pack 'C3U*' not same as pack 'C3(xC)*'

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I have a small card game. The clients are Java-applets and the
server is written in C, mostly forwarding data from applet to applet.

The message format is:

    1 byte:             Number of unicode chars (s. below)
    2 byte:             Player number
    3 byte:             Event id
    up to 510 bytes:    A Java unicode string

Now I'm trying to rewrite my C-server to perl, because that way
it's easier to add features (syslog, auth against an SQL-db, etc.)

I have problems to understand what would be the best pack-format for
my messages. I have read "perldoc -f pack" numerous times and also
the many O'Reilly books I have, but the best I've come up with is

   pack "C3(xC)*", length $ascii_str, $num, $id, unpack "C*",

for the cases, when I need to send an ASCII string (like an IP address
string) from the server to the Java-applet and thus have to stuff the
upper bytes of that ASCII with zeros (that's why the "x" above).

I wonder, why doesn't pack "C3U*" do the same? Here is a demo:

    # perl -e '$str=pack "C3(xC)*", 4, 0, 14, unpack "C*", "test"; \
        print join " ", unpack "C*", $str'

    4 0 14 0 116 0 101 0 115 0 116

    # perl -e '$str=pack "C3U*", 4, 0, 14, unpack "C*", "test"; \
        print join " ", unpack "C*", $str'

    4 0 14 116 101 115 116

As you see, the stuffing zeros are missing in the second output.
But why? Doesn't "perldoc -f pack" say

    If you don't want this [UTF8] to happen, you can
    begin your pattern with "C0" (or anything else) to force
    Perl not to UTF8 encode your string, and then follow
    this with a "U*" somewhere in your pattern.


PS: Also I wonder, if there are any nicer ways to communicate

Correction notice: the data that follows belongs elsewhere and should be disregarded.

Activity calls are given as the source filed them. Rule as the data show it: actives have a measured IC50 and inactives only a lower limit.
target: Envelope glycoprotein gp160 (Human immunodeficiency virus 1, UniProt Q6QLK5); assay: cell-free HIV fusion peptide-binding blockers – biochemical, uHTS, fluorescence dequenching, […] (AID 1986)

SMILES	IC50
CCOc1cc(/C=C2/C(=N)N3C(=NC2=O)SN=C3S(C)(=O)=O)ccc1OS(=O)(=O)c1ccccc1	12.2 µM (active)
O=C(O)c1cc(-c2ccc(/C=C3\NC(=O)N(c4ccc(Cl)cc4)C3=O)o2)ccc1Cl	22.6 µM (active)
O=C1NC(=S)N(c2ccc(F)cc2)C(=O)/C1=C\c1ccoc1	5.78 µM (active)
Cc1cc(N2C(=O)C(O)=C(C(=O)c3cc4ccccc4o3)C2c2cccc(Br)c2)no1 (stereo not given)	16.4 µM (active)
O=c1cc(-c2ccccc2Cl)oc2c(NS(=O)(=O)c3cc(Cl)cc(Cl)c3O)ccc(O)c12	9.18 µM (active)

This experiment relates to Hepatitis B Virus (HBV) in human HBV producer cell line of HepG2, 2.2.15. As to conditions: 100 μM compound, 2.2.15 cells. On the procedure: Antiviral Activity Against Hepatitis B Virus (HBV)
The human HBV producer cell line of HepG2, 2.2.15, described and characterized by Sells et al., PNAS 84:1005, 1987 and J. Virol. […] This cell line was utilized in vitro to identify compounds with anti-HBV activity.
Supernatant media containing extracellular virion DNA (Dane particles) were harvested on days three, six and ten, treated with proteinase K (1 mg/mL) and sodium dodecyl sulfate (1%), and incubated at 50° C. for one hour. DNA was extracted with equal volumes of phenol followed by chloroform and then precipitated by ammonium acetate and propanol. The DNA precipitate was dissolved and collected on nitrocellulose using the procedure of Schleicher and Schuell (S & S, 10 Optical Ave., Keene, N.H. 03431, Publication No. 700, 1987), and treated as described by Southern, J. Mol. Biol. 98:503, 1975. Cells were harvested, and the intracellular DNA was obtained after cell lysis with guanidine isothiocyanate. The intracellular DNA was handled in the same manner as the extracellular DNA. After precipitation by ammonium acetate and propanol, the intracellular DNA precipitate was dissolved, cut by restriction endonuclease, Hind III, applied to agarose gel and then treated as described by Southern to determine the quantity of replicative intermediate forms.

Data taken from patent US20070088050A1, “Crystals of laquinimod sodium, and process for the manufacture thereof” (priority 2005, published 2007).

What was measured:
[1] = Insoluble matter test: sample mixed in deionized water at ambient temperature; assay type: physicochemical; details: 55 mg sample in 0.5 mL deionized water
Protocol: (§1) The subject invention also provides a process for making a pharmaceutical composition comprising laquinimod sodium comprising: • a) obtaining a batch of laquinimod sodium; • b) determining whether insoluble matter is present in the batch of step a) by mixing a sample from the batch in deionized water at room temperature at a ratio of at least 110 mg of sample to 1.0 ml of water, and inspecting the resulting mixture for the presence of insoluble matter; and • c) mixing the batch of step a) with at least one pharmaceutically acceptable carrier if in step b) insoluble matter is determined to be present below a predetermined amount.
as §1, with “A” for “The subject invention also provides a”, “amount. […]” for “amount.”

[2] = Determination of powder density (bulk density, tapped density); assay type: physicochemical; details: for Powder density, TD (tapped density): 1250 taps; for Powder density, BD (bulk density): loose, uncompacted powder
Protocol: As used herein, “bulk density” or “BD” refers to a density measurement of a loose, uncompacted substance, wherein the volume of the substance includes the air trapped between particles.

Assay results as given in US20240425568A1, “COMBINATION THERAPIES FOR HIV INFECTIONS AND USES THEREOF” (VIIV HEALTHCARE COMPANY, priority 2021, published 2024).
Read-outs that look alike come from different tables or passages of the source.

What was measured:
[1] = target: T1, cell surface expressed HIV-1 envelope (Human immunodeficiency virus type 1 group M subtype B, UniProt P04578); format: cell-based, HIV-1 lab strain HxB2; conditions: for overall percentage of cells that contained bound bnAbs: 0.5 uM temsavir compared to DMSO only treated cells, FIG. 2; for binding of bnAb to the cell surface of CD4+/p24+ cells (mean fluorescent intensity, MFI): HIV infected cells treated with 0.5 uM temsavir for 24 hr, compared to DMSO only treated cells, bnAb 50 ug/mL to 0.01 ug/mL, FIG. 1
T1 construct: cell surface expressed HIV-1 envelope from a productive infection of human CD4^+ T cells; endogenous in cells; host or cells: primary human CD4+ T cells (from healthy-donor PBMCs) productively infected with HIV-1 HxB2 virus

Java-strings to Perl. "perldoc -f pack" mentions "n/..."
    for Java-Strings, but doesn't elaborate. Is it "n/U*" ?

Re: pack 'C3U*' not same as pack 'C3(xC)*'

Alexander Farber wrote:
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I'd be tempted to use XML as the data format, in fact, I'd probably use


Re: pack 'C3U*' not same as pack 'C3(xC)*'

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Your "Java unicode string" is presumably in (big-endian) UCS-2, which
is the representation used internally by Java.  This is not how perl
normally encodes Unicode strings.

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This is indeed a perfectly good way to convert ASCII (or ISO Latin 1)
text to UCS-2.  If you want to handle characters above 255 as well,
may I suggest something like:

  pack "C3n*", length($string), $num, $id, unpack "U*", $string;

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Because pack("U*") encodes the characters in UTF-8, not in UCS-2.
UTF-8 is a variable-length format which encodes ASCII characters in a
single byte and other characters in 2 or more bytes.  So if your
original string only contains ASCII characters, it makes no difference
whether you use "U*" or "C*".

UTF-8 is also the format used by perl to store Unicode strings
internally, although perl hides this fact reasonably well -- in
theory, at least.  As perl's Unicode support matures, practice is
gradually starting to approach theory here.

For more information, try googling for UTF-8 and UCS-2.

Ilmari Karonen
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